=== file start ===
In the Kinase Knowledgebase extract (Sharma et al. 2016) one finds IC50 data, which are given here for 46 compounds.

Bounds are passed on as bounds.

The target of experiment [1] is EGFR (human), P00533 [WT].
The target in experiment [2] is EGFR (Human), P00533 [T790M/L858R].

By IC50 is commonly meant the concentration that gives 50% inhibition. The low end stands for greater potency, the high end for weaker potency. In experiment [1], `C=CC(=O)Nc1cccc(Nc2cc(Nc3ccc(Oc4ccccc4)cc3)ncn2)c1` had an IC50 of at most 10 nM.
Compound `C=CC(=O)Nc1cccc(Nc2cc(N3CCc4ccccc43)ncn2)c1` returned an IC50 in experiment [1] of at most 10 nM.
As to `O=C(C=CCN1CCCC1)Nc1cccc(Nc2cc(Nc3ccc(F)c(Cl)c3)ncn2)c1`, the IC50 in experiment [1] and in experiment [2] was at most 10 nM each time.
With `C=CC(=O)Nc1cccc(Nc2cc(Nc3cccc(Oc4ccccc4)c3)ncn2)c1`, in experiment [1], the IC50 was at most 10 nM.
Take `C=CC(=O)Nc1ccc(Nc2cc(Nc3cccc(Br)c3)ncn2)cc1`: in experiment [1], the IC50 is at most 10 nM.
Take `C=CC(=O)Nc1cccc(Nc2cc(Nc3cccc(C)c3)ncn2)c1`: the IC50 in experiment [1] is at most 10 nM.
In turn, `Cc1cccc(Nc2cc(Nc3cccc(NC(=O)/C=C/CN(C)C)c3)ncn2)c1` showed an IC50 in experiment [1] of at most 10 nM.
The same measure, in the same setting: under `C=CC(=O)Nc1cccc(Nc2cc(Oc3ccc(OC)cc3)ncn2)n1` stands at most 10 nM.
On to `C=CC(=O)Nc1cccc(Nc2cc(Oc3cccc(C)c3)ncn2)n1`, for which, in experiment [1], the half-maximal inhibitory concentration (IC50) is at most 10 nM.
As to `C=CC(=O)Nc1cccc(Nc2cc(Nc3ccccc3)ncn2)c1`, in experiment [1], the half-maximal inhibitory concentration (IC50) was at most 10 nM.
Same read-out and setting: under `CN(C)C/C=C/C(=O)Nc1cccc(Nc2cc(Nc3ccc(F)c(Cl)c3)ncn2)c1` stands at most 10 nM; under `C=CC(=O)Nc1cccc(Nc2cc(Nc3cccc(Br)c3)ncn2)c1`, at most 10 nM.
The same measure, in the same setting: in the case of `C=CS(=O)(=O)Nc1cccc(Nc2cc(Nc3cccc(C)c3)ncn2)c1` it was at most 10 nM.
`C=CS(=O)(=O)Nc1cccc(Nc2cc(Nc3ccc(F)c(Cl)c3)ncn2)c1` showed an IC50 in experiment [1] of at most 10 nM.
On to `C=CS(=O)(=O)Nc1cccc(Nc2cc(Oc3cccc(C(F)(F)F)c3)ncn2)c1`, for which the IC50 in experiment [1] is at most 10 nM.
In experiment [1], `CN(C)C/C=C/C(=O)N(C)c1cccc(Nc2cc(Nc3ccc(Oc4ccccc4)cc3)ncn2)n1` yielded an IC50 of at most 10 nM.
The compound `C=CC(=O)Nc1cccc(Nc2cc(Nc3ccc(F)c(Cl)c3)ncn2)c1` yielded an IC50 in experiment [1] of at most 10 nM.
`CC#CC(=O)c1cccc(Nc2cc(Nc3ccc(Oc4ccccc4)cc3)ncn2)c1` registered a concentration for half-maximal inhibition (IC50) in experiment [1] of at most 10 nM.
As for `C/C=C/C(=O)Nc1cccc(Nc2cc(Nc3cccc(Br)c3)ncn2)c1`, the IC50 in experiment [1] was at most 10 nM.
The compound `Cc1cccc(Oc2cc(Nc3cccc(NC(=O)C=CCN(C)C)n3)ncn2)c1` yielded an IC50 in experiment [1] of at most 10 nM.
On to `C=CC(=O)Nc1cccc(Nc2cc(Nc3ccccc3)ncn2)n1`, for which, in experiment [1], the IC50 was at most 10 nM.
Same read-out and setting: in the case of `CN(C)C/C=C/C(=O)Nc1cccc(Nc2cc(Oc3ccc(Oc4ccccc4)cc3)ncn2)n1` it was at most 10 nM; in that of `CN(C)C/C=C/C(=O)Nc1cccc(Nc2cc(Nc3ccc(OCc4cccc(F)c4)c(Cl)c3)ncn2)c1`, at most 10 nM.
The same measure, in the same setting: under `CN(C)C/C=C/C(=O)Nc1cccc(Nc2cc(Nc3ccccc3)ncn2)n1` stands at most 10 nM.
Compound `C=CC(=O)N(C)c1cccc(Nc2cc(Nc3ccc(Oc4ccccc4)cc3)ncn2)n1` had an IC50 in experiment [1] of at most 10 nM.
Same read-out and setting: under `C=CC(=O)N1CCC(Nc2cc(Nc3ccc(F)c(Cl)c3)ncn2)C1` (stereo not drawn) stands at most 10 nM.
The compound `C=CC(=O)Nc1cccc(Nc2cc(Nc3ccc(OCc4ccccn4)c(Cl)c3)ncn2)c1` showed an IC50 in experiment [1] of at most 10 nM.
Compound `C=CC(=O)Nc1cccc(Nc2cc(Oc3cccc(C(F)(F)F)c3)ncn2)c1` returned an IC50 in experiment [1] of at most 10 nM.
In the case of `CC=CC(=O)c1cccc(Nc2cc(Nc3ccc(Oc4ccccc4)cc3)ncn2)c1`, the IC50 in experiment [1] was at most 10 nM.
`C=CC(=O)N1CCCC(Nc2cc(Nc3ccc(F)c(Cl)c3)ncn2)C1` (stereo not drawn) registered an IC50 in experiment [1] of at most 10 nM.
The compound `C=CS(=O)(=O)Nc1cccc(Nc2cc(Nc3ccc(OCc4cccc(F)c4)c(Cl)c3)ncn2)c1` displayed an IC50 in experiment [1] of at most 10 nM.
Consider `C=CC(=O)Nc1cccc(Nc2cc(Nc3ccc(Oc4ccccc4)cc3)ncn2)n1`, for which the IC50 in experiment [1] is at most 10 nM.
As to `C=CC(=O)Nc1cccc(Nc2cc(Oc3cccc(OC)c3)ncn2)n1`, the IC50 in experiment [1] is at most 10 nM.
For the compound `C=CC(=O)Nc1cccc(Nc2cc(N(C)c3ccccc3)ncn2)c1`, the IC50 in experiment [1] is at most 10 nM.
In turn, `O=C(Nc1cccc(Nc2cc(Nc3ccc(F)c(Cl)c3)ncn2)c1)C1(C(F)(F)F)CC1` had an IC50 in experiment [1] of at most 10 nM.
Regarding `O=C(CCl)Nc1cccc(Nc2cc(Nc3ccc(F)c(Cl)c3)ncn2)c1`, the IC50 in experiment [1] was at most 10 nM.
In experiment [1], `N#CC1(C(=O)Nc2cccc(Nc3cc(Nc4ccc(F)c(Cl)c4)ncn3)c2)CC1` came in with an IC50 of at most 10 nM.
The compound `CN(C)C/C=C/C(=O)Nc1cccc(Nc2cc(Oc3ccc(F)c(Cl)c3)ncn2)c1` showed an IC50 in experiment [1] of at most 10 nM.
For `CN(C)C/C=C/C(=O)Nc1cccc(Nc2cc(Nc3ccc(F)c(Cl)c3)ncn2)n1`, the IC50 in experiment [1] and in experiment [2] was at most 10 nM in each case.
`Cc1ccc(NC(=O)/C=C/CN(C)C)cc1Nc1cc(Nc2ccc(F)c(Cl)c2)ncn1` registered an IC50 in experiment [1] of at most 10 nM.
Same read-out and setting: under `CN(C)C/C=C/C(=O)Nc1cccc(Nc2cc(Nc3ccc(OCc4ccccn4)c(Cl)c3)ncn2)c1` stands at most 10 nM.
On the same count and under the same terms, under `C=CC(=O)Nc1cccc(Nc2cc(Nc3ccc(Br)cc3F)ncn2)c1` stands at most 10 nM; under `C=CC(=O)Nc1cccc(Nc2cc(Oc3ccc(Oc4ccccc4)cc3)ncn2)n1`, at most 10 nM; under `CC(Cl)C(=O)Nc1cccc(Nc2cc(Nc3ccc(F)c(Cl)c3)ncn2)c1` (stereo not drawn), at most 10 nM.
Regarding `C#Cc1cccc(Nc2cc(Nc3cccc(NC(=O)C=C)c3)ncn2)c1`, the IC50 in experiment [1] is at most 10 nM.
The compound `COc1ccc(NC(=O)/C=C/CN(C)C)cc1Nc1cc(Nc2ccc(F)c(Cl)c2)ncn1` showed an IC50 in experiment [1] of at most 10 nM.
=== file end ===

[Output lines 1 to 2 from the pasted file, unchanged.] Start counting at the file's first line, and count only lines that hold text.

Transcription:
In the Kinase Knowledgebase extract (Sharma et al. 2016) one finds IC50 data, which are given here for 46 compounds.

Bounds are passed on as bounds.